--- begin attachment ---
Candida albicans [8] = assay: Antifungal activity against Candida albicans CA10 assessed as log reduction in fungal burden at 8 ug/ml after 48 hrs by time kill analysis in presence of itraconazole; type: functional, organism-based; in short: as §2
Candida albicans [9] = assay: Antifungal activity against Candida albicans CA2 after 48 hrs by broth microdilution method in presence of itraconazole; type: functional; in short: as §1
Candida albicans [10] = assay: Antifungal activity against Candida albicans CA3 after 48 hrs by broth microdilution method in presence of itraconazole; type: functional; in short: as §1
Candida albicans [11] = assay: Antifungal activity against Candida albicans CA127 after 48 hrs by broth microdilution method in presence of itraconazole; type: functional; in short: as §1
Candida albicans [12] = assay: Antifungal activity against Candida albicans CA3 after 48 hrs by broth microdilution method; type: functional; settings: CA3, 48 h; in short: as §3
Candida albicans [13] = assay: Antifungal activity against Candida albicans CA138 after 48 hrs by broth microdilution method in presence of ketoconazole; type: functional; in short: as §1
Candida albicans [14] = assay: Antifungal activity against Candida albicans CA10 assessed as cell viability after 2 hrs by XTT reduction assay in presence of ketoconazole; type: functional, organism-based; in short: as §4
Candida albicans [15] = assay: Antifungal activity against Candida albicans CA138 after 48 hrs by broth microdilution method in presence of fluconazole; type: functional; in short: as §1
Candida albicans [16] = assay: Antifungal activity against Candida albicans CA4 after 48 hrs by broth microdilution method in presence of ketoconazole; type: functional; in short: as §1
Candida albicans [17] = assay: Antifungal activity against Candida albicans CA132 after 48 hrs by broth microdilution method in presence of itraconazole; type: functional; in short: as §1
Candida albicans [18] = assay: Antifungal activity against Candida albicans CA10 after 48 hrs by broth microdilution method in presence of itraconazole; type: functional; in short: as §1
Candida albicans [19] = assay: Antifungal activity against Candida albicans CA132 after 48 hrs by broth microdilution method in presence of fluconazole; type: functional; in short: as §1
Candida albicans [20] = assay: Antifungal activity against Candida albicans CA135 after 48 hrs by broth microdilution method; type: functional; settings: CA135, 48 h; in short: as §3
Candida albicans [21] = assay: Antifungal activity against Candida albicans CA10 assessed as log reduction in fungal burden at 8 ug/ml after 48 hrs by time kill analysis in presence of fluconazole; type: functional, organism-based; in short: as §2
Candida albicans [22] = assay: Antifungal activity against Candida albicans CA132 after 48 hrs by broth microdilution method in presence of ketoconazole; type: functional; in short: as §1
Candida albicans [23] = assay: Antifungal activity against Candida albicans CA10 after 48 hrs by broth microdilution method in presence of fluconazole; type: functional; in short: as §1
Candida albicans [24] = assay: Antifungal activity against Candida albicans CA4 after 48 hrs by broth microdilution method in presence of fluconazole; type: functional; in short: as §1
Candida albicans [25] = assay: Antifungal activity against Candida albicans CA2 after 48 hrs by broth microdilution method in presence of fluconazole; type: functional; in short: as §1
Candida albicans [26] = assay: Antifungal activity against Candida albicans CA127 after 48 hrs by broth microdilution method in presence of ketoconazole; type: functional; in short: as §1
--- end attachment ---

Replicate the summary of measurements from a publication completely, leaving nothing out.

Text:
Candida albicans [8] = assay: Antifungal activity against Candida albicans CA10 assessed as log reduction in fungal burden at 8 ug/ml after 48 hrs by time kill analysis in presence of itraconazole; type: functional, organism-based; in short: as §2
Candida albicans [9] = assay: Antifungal activity against Candida albicans CA2 after 48 hrs by broth microdilution method in presence of itraconazole; type: functional; in short: as §1
Candida albicans [10] = assay: Antifungal activity against Candida albicans CA3 after 48 hrs by broth microdilution method in presence of itraconazole; type: functional; in short: as §1
Candida albicans [11] = assay: Antifungal activity against Candida albicans CA127 after 48 hrs by broth microdilution method in presence of itraconazole; type: functional; in short: as §1
Candida albicans [12] = assay: Antifungal activity against Candida albicans CA3 after 48 hrs by broth microdilution method; type: functional; settings: CA3, 48 h; in short: as §3
Candida albicans [13] = assay: Antifungal activity against Candida albicans CA138 after 48 hrs by broth microdilution method in presence of ketoconazole; type: functional; in short: as §1
Candida albicans [14] = assay: Antifungal activity against Candida albicans CA10 assessed as cell viability after 2 hrs by XTT reduction assay in presence of ketoconazole; type: functional, organism-based; in short: as §4
Candida albicans [15] = assay: Antifungal activity against Candida albicans CA138 after 48 hrs by broth microdilution method in presence of fluconazole; type: functional; in short: as §1
Candida albicans [16] = assay: Antifungal activity against Candida albicans CA4 after 48 hrs by broth microdilution method in presence of ketoconazole; type: functional; in short: as §1
Candida albicans [17] = assay: Antifungal activity against Candida albicans CA132 after 48 hrs by broth microdilution method in presence of itraconazole; type: functional; in short: as §1
Candida albicans [18] = assay: Antifungal activity against Candida albicans CA10 after 48 hrs by broth microdilution method in presence of itraconazole; type: functional; in short: as §1
Candida albicans [19] = assay: Antifungal activity against Candida albicans CA132 after 48 hrs by broth microdilution method in presence of fluconazole; type: functional; in short: as §1
Candida albicans [20] = assay: Antifungal activity against Candida albicans CA135 after 48 hrs by broth microdilution method; type: functional; settings: CA135, 48 h; in short: as §3
Candida albicans [21] = assay: Antifungal activity against Candida albicans CA10 assessed as log reduction in fungal burden at 8 ug/ml after 48 hrs by time kill analysis in presence of fluconazole; type: functional, organism-based; in short: as §2
Candida albicans [22] = assay: Antifungal activity against Candida albicans CA132 after 48 hrs by broth microdilution method in presence of ketoconazole; type: functional; in short: as §1
Candida albicans [23] = assay: Antifungal activity against Candida albicans CA10 after 48 hrs by broth microdilution method in presence of fluconazole; type: functional; in short: as §1
Candida albicans [24] = assay: Antifungal activity against Candida albicans CA4 after 48 hrs by broth microdilution method in presence of fluconazole; type: functional; in short: as §1
Candida albicans [25] = assay: Antifungal activity against Candida albicans CA2 after 48 hrs by broth microdilution method in presence of fluconazole; type: functional; in short: as §1
Candida albicans [26] = assay: Antifungal activity against Candida albicans CA127 after 48 hrs by broth microdilution method in presence of ketoconazole; type: functional; in short: as §1